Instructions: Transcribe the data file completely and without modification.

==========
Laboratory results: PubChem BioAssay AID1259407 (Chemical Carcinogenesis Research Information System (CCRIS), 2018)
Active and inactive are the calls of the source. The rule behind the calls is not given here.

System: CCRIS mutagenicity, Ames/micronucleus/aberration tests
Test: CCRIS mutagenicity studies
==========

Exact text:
Laboratory results: PubChem BioAssay AID1259407 (Chemical Carcinogenesis Research Information System (CCRIS), 2018)
Active and inactive are the calls of the source. The rule behind the calls is not given here.

System: CCRIS mutagenicity, Ames/micronucleus/aberration tests
Test: CCRIS mutagenicity studies